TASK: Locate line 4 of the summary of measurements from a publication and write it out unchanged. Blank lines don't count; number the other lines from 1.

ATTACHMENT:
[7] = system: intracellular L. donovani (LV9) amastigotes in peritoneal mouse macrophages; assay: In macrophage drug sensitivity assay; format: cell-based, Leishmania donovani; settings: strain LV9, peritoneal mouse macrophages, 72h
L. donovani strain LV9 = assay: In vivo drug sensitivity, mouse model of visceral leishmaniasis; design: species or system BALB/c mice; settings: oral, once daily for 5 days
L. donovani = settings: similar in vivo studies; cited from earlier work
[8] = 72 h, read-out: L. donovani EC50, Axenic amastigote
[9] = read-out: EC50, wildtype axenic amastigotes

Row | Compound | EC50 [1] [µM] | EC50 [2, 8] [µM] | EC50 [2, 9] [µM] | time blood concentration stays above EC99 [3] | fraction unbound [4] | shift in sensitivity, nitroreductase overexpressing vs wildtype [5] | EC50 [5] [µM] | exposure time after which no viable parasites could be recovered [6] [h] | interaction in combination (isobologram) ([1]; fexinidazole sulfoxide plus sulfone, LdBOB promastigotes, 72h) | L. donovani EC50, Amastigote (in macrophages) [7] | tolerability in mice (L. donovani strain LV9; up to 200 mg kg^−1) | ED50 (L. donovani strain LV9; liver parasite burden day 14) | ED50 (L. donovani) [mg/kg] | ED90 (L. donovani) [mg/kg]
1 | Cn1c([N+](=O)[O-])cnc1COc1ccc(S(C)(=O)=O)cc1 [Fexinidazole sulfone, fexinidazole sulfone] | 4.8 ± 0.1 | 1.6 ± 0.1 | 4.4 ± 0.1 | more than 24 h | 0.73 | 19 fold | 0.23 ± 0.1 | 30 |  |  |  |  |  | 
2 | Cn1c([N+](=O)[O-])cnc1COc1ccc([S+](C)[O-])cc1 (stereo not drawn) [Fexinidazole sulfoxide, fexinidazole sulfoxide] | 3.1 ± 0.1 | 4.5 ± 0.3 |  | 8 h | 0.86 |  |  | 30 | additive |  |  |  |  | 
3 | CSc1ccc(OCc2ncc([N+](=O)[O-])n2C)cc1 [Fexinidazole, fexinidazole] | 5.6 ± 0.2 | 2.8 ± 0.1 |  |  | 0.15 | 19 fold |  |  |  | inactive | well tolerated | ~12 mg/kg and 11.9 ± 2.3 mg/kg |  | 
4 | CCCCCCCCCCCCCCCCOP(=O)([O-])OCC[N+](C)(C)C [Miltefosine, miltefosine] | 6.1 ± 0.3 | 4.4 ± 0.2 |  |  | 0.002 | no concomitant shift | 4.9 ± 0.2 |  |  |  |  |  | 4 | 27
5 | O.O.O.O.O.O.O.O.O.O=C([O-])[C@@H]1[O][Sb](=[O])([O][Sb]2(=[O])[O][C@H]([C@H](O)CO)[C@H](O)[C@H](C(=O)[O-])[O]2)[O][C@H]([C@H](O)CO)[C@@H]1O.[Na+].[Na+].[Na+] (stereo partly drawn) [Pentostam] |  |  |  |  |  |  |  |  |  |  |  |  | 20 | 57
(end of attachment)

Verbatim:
[8] = 72 h, read-out: L. donovani EC50, Axenic amastigote